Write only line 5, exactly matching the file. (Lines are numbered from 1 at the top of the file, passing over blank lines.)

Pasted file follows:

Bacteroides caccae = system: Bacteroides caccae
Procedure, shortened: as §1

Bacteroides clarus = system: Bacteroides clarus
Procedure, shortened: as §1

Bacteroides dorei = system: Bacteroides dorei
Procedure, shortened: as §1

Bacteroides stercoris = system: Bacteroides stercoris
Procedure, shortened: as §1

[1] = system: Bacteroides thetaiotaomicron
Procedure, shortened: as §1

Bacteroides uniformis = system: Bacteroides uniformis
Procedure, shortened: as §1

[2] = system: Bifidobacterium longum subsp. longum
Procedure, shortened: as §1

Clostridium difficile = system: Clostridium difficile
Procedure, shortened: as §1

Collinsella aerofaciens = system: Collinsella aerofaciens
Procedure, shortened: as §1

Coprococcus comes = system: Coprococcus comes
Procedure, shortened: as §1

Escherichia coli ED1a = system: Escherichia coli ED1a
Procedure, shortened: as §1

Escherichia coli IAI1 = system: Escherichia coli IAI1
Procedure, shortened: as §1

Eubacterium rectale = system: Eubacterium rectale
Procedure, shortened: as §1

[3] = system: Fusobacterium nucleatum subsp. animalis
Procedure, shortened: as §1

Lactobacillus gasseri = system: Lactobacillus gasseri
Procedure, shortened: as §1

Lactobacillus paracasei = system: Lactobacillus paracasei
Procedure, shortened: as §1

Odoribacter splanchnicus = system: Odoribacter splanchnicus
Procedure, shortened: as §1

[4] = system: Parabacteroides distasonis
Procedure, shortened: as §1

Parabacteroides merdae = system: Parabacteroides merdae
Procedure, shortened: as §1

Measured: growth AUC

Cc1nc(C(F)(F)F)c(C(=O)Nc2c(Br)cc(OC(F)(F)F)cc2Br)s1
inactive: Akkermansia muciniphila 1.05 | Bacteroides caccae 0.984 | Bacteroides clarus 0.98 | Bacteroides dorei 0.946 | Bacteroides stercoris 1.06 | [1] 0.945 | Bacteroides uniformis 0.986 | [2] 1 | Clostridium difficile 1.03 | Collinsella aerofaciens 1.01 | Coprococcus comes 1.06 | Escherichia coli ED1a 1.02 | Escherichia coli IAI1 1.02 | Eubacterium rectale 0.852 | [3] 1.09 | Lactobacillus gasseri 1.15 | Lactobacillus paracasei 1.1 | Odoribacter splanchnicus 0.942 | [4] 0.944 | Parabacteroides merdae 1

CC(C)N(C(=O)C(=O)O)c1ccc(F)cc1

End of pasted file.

Bacteroides dorei = system: Bacteroides dorei